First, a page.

Badin journalists take to streets against cases registered against colleagues
HYDERABAD: Badin journalists took to Hyderabad’s streets on Monday against the government’s decision to book around 11 media persons in FIRs, three of them charged under the anti-terrorism act (ATA).
The journalists were nominated in the FIRs that were registered against estranged Pakistan Peoples Party (PPP) leader DrZulfiqarMirza, who is also a former provincial home minister.
“Our actual crime is that we reported what was taking place in Badin,” claimed Badin Press Club president TanveerArain, referring to the police siege outside Mirza’s farmhouse and the expected storming of his residence.
Araid led the journalists from his district at a protest in Hyderabad on Monday. Several rights activists and local journalists also participated in the demonstration.
While the provincial government on Monday apologised in the Sindh High Court for the assault on the media in Karachi, their counterparts in Badin have not been so lucky.
“We have never had such a troublesome patch before,” said Arain.
The booked media men include MumtazMemon, YousufJani, DirMurad Mari, Shankar Kumar, Meharrudin Mari, NiazMemon, ShafqatPinyaro, AacharAzeem, Haji Khan Lashari and MurtazaMemon.
They all have been nominated in half-a-dozen FIRs, including one lodged at Darakshan police station in Karachi.
Mari, Lashari and MurtazaMemon have been charged under ATA sections in the FIR lodged against Mirza and his supporters for storming the police station.
Moreover, Mari has been named in four cases and Lashari in two.
Arain accused Badin SSP Khalid Mustafa Korai for persecuting his colleagues on behalf of the ruling party.
“Korai and two other local PPP leaders conveyed us messages that our names can be removed from the cases if we submit in writing that we apologise for the coverage we gave to Mirza and that we would not do it again.”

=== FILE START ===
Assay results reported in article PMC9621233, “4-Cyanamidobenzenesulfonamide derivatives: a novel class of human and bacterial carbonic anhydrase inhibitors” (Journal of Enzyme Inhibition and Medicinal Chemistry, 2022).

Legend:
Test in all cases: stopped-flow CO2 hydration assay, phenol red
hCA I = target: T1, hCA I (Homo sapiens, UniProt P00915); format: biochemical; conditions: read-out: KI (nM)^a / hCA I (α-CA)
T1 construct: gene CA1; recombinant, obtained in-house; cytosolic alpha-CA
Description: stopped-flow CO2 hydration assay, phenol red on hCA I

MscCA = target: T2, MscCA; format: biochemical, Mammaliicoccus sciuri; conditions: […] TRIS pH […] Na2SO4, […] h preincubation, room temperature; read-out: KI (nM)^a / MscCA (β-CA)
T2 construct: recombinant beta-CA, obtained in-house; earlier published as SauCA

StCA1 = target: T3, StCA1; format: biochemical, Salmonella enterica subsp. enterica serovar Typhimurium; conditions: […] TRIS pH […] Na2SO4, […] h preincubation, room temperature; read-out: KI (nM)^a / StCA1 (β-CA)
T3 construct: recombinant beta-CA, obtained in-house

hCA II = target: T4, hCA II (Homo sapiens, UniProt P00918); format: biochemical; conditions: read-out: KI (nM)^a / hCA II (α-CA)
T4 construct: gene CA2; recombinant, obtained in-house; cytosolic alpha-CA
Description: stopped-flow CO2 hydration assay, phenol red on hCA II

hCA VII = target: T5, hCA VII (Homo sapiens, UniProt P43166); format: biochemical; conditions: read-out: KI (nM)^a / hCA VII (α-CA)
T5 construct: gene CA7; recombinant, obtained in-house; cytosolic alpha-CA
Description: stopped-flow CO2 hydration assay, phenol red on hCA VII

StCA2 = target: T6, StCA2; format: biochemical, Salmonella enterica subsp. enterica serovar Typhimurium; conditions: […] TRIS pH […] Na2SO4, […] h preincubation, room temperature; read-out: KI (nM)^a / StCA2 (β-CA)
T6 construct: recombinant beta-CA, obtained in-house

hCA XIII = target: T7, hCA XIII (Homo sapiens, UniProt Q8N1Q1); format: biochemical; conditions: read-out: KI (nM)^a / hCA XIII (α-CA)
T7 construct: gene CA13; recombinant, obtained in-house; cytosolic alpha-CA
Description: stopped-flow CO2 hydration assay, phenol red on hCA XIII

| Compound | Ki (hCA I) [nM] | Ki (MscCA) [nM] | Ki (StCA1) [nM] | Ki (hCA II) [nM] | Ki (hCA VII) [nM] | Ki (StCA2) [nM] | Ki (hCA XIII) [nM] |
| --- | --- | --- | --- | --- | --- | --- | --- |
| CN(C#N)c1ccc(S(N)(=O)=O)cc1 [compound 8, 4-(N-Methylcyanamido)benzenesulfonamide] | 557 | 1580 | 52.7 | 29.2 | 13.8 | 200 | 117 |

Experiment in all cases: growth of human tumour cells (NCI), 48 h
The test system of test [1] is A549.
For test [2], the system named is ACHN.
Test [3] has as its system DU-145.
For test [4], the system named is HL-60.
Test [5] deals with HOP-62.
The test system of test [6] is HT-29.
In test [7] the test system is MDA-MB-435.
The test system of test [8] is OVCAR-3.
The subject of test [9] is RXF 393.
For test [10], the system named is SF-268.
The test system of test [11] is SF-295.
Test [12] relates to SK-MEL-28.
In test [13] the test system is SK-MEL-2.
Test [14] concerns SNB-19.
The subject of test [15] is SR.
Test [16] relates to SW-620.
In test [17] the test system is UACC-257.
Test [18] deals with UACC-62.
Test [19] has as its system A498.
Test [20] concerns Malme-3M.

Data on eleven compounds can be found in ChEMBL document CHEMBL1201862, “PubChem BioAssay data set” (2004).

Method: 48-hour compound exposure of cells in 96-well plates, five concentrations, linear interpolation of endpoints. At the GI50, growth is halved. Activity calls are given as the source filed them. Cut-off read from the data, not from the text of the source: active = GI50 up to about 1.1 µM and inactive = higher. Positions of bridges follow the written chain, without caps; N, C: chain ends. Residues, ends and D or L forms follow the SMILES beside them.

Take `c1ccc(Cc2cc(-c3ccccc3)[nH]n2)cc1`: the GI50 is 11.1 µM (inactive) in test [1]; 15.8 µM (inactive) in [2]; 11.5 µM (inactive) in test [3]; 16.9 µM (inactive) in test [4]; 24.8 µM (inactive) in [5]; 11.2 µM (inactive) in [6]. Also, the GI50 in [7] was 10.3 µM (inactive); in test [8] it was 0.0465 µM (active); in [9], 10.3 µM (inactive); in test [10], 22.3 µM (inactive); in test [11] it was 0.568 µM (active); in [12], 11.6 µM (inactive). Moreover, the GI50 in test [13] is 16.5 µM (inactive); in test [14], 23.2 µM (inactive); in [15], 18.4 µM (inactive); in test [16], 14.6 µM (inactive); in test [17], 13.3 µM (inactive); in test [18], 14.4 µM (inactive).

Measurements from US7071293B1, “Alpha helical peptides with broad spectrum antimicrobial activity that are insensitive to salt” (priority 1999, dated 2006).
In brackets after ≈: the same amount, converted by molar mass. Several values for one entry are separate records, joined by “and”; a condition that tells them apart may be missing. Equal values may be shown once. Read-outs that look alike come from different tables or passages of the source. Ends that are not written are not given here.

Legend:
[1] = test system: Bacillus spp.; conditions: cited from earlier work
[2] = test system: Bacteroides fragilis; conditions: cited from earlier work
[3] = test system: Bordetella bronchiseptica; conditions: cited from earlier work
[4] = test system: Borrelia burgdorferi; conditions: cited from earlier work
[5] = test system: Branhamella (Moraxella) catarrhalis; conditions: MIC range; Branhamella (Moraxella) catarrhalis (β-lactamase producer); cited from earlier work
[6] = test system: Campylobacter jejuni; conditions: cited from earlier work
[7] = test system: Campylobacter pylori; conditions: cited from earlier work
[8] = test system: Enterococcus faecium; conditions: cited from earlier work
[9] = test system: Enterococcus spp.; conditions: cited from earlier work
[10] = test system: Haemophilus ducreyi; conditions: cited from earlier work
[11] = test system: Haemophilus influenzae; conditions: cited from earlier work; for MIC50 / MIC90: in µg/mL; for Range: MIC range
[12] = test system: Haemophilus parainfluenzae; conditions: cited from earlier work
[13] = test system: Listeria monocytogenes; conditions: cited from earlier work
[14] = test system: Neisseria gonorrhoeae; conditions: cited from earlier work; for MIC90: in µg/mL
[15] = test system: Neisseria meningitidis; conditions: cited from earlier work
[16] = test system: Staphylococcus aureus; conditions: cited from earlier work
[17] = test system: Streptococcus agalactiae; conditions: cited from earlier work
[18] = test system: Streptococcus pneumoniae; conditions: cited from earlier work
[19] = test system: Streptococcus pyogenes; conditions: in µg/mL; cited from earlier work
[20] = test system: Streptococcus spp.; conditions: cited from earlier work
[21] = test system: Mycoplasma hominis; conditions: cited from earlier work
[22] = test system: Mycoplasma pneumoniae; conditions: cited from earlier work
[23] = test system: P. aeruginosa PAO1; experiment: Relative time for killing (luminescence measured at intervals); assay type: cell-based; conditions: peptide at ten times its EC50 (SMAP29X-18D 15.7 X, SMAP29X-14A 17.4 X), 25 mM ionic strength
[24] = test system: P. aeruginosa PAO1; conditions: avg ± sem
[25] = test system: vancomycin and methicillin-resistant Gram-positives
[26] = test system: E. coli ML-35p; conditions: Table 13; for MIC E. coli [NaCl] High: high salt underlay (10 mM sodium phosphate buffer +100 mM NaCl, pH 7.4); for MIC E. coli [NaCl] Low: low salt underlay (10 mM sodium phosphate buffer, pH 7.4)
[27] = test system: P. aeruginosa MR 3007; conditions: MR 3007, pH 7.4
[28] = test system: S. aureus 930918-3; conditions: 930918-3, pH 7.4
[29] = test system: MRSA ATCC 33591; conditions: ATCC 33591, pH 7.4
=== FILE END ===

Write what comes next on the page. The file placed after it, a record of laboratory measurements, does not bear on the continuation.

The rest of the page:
Korai was, however, unavailable for comments.
Having rebuffed this offer, they demanded the formation of a judicial commission to probe their alleged involvement in the crimes ascribed to them.
The regional incharge of Human Rights Commission of Pakistan, DrAshothamaLuhano, also visited Badin on a fact-finding mission last week and observed the “prevalence of fear and political victimisation”.
“The police are raiding homes, beating people, affecting businesses and hampering professional duties of the media men,” he said.
“And this all appears related to the ongoing political confrontation.”
PunhalSaryo, a rights activist who heads HariPorhiyat Council, remarked that protesting journalists were never charged under the terrorism law even during martial law regimes.
He also pointed out that an economic war lies at the root of the issue, with huge deposits of oil, gas, coal, copper and gold, and rich coastal fishing, sugar industries and agriculture.
“Mirza has considerable support among the masses,” he said.
“If he combines forces with the anti-PPP political parties, they can put up a strong challenge to the PPP in the upcoming local government elections.”